Laser Breakthrough Could Speed the Rise of Self-Driving Cars
Rich Hua stashed this in Technology
This is a great breakthrough:
THE EYES OF a self-driving car are called LIDAR sensors.
LIDAR is a portmanteau of “light” and “radar.” In essence, these sensors monitor their surroundings by shining a light on an object and measuring the time needed for it to bounce back. They work well enough, but they aren’t without their drawbacks. Today’s self-driving cars typically use LIDARs that are quite large and expensive. Google, for instance, used $80,000 LIDARs with its early designs. “Most vehicles in the DARPA urban challenge put half-a-million-dollars worth of sensors on the car,” says Daniela Rus, the director of MIT’s Computer Science and Artificial Intelligence Laboratory, referring to the government-backed competition that helped spawn Google’s autonomous vehicles.
But researchers at the University of California, Berkeley say they’ve developed a new breed of laser technology that could significantly reduce the size, weight, cost, and power consumption of LIDARs, potentially leading to a much broader range of autonomous vehicles. “This is important for unmanned vehicles on land and in the sky,” says Weijian Yang, one of the researchers behind the project.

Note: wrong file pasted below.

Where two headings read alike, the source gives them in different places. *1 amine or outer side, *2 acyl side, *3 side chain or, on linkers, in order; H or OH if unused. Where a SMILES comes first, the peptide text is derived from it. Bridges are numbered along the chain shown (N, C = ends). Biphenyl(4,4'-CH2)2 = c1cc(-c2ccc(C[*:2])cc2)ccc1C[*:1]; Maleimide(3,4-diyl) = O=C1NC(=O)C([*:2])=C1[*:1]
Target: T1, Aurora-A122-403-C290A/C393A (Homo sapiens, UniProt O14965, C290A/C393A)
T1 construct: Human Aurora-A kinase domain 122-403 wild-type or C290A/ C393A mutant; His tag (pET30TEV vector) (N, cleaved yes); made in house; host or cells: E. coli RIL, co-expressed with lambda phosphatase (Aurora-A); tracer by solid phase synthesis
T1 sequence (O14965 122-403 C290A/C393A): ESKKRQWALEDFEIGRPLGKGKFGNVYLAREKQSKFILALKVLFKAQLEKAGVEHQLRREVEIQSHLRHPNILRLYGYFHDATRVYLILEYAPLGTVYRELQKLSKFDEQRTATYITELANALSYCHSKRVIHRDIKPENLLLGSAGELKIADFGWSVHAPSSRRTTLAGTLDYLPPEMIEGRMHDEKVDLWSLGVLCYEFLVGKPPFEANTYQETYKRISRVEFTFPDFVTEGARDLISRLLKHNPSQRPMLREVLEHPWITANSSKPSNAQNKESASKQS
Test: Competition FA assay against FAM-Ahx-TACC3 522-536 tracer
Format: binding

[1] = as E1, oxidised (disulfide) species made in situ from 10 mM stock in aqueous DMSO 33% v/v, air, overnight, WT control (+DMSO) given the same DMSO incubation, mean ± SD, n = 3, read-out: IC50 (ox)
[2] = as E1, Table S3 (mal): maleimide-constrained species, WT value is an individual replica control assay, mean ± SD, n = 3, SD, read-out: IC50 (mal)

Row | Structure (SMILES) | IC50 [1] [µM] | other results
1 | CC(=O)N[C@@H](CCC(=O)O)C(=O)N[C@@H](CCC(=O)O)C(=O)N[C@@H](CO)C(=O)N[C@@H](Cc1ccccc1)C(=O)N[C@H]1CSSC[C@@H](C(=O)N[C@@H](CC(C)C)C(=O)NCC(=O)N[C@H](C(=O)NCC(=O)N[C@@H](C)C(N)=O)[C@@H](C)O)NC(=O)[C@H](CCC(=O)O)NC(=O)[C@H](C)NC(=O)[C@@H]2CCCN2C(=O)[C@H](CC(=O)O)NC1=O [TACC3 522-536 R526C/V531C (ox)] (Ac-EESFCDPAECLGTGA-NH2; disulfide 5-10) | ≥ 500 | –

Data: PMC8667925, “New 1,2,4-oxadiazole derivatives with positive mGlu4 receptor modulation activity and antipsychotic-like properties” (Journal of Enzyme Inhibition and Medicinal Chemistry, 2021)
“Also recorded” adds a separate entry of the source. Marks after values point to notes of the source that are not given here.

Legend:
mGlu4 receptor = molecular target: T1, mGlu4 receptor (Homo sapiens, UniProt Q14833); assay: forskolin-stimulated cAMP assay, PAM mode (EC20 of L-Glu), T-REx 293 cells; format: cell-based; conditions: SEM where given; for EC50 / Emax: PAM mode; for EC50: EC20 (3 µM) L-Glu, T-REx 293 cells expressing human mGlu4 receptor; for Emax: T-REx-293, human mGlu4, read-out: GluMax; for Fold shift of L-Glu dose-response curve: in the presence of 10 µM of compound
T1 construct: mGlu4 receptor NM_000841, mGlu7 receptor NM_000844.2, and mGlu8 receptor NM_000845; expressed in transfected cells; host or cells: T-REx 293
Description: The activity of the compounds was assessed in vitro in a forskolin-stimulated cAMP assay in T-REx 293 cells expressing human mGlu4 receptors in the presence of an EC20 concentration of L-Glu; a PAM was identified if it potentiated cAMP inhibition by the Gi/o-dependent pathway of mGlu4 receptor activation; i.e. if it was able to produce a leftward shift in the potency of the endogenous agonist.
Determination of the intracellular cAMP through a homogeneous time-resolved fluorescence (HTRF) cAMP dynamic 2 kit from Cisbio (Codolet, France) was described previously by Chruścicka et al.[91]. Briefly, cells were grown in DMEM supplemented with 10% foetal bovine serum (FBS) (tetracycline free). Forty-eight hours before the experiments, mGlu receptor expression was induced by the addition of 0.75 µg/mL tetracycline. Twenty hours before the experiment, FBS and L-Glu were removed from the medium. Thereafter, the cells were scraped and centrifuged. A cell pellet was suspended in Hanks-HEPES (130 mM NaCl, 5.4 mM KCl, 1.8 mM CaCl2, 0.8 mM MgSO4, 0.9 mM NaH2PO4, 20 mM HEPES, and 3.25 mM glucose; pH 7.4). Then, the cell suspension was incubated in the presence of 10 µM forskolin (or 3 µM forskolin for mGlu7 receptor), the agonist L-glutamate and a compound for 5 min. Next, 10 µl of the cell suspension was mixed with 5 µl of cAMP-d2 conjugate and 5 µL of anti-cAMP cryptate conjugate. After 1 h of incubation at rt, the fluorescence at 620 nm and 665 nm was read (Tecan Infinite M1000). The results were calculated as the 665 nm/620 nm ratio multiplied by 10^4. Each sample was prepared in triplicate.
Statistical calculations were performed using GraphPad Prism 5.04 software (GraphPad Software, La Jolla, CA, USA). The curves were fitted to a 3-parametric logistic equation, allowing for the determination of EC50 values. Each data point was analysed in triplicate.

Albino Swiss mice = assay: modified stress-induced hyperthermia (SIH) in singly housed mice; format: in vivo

In the years to come, more machines will have eyes than you might expect.
Yang’s work is part of a wider effort to refine LIDARs and build a cheaper breed of autonomous cars and other vehicles.
A German company called SICK already offers a LIDAR that sells for less than $10,000, and researchers from MIT and the National Research Foundation of Singapore, including Rus, recently built a self-driving golf cart using no more than four of these units (see video below). As LIDAR technology improves—and as we improve the algorithms that process the data gathered from these sensors—we’ll bring autonomy not just to cars but smaller contraptions, including golf carts, robots, and flying drones.
I like to think about a world of self-driving golf carts, robots, and flying drones.